Besides the loss in translation, there is the cultural factor. Asking a city person “walk like a gecko” or “move like a cat” was not meaningful. Same with “Gamaku”, even if this word is becoming trendy today [and I know Daniel loves it and is spreading it! lol]. When a Sensei tells to engage the “Gamaku”, most people, including the locals, have no idea of what it is.
Therefore, even when students were learning Karate at big Japanese universities, most of them could not understand the true meaning of Karate. It seems that some Sensei had to return to Okinawa because they could not convey the true meaning of the words even though they tried their best to teach their Karate.
In addition, there are things that cannot be learned without the “climate” and “atmosphere” of the Okinawa islands. Mainland Japan air and weather are different and this is even more true for foreign countries.
(6-) Do you often teach to foreigners?
Nothing like we used to do, but Shobukan has 17 satellite Dojo. 1 is situated in Kochi Prefecture, 14 dojos are in the US, 1 dojo in Brazil, and 1 dojo in India. We do have the regular visit of the members from each branch that are free to come to the Hombu Dojo in Okinawa and to train with us.
(7-) What do you think about the global rise of Karate today?
“I am very happy.” If possible, I would like karate enthusiasts from all over the world to experience authentic Okinawan traditional karate, which is part of everyday’s life in Okinawa, and bring it back to their countries to spread it.
(8-) What do you think about Karate becoming a competitive sport, including the Olympics?
I think the exposure of Karate during the Olympics had a great effect. This is definitely a plus for the Karate world. As for making it a competitive sport, I think it would be good for students and children to practice Karate as a competitive sport.
(9-) What is the significance of Karate as a martial art nowadays?
Even if times have changed, the correct formation of a personality will not change. I think that Karate is still a very suitable martial-art for mental training in modern times. I sincerely believe that Karate is something that you build up and it will return to your life in some form.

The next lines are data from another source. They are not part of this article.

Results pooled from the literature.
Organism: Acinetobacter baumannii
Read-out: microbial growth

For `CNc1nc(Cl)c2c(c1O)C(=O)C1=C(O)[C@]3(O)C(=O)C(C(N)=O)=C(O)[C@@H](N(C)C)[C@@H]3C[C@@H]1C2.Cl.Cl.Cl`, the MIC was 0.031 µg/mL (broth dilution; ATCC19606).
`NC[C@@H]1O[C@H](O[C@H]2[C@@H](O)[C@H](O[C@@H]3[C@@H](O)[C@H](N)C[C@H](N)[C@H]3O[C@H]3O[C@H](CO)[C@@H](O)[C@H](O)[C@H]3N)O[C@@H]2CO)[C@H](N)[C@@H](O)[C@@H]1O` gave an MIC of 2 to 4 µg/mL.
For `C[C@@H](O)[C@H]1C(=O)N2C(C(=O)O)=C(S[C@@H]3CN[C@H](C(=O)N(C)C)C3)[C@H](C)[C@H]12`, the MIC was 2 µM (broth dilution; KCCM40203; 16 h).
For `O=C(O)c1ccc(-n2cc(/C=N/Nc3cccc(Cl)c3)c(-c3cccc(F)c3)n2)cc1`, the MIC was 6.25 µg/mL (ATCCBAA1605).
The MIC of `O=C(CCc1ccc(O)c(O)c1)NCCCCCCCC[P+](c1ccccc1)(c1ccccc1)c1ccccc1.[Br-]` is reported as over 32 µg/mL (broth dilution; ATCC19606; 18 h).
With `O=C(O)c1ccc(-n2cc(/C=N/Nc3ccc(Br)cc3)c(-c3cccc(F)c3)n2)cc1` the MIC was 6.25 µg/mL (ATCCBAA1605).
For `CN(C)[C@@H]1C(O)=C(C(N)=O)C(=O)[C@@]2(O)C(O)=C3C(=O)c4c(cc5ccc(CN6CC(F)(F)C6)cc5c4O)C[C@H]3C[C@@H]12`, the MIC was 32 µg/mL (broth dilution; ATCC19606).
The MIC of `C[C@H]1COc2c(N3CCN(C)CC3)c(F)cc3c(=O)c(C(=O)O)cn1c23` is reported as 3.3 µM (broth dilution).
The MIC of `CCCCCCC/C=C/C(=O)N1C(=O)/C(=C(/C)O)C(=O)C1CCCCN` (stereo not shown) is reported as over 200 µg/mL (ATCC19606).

(10-) How do you envision the future of Karate?
I think it will spread all over the world through the Internet.
(11-) Do you have any message for the world?
Karate is a martial art that values “Wa” 和 (Harmony, mutual respect, peace, calm) I believe that by spreading Karate around the world, wars and conflicts will disappear.
(12-) What does “karate” mean to you?
“It’s something that has been around me since I was born.”
Daniel Sensei’s conclusion:
In this interview, I was very happy to see a form of Karate that uses advanced physical knowledge, biomechanics and breathing techniques. The emphasis on foot positioning in particular. How it affects the movement of the whole body! I had heard this from the great ballet choreographer Maurice Béjart and I always thought it should be applied to Karate. Those of you who have read my books know that my body was damaged earlier than normal by “modern Karate”. I did overuse it, but still! Many of my Karate friends from the same generation also suffer from arthritis.
There is a new trendy rhetoric claiming that a teacher can only bring 10% and that the practitioner must develop himself the 90% remaining from the seeds… This sounds like a lazy way of not taking responsibilities and a lack of professionalism.
Finally, I would like to say that France was the first country in Europe to open a Karate Dojo, but unlike American Karate, French Karate was not shipped directly from Okinawa, and was quite different. Many French people who learned Karate and became teachers had to learn with their own interpretations from Japanese teachers. They had to face greater cultural and language barriers than the Japanese experienced with the Okinawan Sensei.
Even if the biomechanics were inappropriate at times, it would have been wrapped in a veil of fascination with foreign cultures.
For my generation, the idea was basically: “if you can’t do it, you’re weak!” However, I cannot say that the teaching method was entirely wrong because some teachers really cared. Let’s say that Karate is still a real challenge to pass on and is often the victim of good intentions with bad methods… These experiences inspired me to explore the body and made me become a therapist. I really recommend studying the true physical effect of Karate on the body before considering its possible effects on the mind.
Daniel Mardon; the Karateka-Therapist
Creator of Aromapressure® method and physiotherapist with a valid US license, Daniel Mardon was born in Paris. One of his specialties is to teach and to perform lymphedema and subcutaneous tissue-damage care, after radiotherapy for cancer patients at medical institutions and subcutaneous tissue-circulation stimulation before and after surgery.
He was also a therapist for two famous soccer teams in Paris. Since 2005, he has focused on producing top-class hotel spas in Japan, as well as physiotherapy education and awareness-raising activities for health care professionals. Author of several books, among his major publications includes “The Physiology and Bodywork of Physical Therapy ” (Published by BAB Japan) and DVD “Daniel Mardon Aromapressure® Method ” (Pony Canyon). He regularly appears on television and radio shows, and has featured in numerous media publications.